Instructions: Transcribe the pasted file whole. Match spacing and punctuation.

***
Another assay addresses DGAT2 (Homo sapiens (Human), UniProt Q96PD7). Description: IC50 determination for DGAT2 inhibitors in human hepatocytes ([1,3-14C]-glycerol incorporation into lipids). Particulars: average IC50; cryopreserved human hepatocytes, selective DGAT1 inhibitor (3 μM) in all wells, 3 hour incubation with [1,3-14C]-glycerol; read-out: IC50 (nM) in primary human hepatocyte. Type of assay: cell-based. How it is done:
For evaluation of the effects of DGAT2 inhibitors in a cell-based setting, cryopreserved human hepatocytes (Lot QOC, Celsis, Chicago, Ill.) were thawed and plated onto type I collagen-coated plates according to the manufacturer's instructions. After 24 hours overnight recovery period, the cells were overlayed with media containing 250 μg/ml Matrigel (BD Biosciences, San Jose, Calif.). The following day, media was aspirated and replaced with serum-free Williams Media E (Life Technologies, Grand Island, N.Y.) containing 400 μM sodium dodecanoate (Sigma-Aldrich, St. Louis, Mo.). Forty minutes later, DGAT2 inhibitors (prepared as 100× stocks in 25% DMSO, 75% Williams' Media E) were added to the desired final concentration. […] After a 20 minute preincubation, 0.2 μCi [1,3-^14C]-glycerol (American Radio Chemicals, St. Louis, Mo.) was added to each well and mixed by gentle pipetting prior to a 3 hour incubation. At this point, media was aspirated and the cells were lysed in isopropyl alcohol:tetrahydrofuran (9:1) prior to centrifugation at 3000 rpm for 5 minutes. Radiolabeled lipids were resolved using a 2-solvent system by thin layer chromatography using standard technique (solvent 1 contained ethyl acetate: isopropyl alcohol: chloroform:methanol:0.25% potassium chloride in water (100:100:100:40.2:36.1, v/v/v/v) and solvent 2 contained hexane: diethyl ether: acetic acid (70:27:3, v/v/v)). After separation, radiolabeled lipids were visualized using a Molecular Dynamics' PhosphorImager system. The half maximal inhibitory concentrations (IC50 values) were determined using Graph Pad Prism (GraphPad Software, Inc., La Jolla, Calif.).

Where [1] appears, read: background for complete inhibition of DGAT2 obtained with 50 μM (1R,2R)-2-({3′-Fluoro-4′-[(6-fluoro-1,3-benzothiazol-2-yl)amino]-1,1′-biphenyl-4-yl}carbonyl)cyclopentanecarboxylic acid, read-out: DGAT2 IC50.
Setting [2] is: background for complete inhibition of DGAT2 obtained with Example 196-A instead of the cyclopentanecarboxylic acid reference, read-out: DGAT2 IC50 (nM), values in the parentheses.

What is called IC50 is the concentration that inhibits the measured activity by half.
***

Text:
Another assay addresses DGAT2 (Homo sapiens (Human), UniProt Q96PD7). Description: IC50 determination for DGAT2 inhibitors in human hepatocytes ([1,3-14C]-glycerol incorporation into lipids). Particulars: average IC50; cryopreserved human hepatocytes, selective DGAT1 inhibitor (3 μM) in all wells, 3 hour incubation with [1,3-14C]-glycerol; read-out: IC50 (nM) in primary human hepatocyte. Type of assay: cell-based. How it is done:
For evaluation of the effects of DGAT2 inhibitors in a cell-based setting, cryopreserved human hepatocytes (Lot QOC, Celsis, Chicago, Ill.) were thawed and plated onto type I collagen-coated plates according to the manufacturer's instructions. After 24 hours overnight recovery period, the cells were overlayed with media containing 250 μg/ml Matrigel (BD Biosciences, San Jose, Calif.). The following day, media was aspirated and replaced with serum-free Williams Media E (Life Technologies, Grand Island, N.Y.) containing 400 μM sodium dodecanoate (Sigma-Aldrich, St. Louis, Mo.). Forty minutes later, DGAT2 inhibitors (prepared as 100× stocks in 25% DMSO, 75% Williams' Media E) were added to the desired final concentration. […] After a 20 minute preincubation, 0.2 μCi [1,3-^14C]-glycerol (American Radio Chemicals, St. Louis, Mo.) was added to each well and mixed by gentle pipetting prior to a 3 hour incubation. At this point, media was aspirated and the cells were lysed in isopropyl alcohol:tetrahydrofuran (9:1) prior to centrifugation at 3000 rpm for 5 minutes. Radiolabeled lipids were resolved using a 2-solvent system by thin layer chromatography using standard technique (solvent 1 contained ethyl acetate: isopropyl alcohol: chloroform:methanol:0.25% potassium chloride in water (100:100:100:40.2:36.1, v/v/v/v) and solvent 2 contained hexane: diethyl ether: acetic acid (70:27:3, v/v/v)). After separation, radiolabeled lipids were visualized using a Molecular Dynamics' PhosphorImager system. The half maximal inhibitory concentrations (IC50 values) were determined using Graph Pad Prism (GraphPad Software, Inc., La Jolla, Calif.).

Where [1] appears, read: background for complete inhibition of DGAT2 obtained with 50 μM (1R,2R)-2-({3′-Fluoro-4′-[(6-fluoro-1,3-benzothiazol-2-yl)amino]-1,1′-biphenyl-4-yl}carbonyl)cyclopentanecarboxylic acid, read-out: DGAT2 IC50.
Setting [2] is: background for complete inhibition of DGAT2 obtained with Example 196-A instead of the cyclopentanecarboxylic acid reference, read-out: DGAT2 IC50 (nM), values in the parentheses.

What is called IC50 is the concentration that inhibits the measured activity by half.